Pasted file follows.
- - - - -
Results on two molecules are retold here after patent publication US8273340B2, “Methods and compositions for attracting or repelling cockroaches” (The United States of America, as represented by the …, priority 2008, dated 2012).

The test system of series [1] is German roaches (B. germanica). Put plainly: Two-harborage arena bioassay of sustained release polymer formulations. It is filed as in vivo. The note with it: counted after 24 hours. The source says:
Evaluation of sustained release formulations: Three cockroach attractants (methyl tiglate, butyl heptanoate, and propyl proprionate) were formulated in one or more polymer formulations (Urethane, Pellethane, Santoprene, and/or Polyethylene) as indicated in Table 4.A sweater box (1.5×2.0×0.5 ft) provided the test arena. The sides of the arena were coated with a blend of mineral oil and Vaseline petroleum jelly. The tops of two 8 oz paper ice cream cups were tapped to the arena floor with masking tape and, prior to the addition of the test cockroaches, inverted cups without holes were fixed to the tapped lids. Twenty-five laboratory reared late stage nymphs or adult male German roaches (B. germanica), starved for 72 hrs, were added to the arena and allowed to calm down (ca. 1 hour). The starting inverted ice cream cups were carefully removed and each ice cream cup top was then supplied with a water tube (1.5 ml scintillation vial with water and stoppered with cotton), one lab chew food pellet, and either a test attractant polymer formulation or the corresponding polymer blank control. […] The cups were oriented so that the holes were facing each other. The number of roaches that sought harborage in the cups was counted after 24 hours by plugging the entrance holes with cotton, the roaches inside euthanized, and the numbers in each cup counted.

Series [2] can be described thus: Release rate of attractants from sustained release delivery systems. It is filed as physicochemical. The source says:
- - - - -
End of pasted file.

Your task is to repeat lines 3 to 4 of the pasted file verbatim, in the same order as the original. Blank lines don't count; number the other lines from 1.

Evaluation of sustained release formulations: Three cockroach attractants (methyl tiglate, butyl heptanoate, and propyl proprionate) were formulated in one or more polymer formulations (Urethane, Pellethane, Santoprene, and/or Polyethylene) as indicated in Table 4.A sweater box (1.5×2.0×0.5 ft) provided the test arena. The sides of the arena were coated with a blend of mineral oil and Vaseline petroleum jelly. The tops of two 8 oz paper ice cream cups were tapped to the arena floor with masking tape and, prior to the addition of the test cockroaches, inverted cups without holes were fixed to the tapped lids. Twenty-five laboratory reared late stage nymphs or adult male German roaches (B. germanica), starved for 72 hrs, were added to the arena and allowed to calm down (ca. 1 hour). The starting inverted ice cream cups were carefully removed and each ice cream cup top was then supplied with a water tube (1.5 ml scintillation vial with water and stoppered with cotton), one lab chew food pellet, and either a test attractant polymer formulation or the corresponding polymer blank control. […] The cups were oriented so that the holes were facing each other. The number of roaches that sought harborage in the cups was counted after 24 hours by plugging the entrance holes with cotton, the roaches inside euthanized, and the numbers in each cup counted.

Series [2] can be described thus: Release rate of attractants from sustained release delivery systems. It is filed as physicochemical. The source says: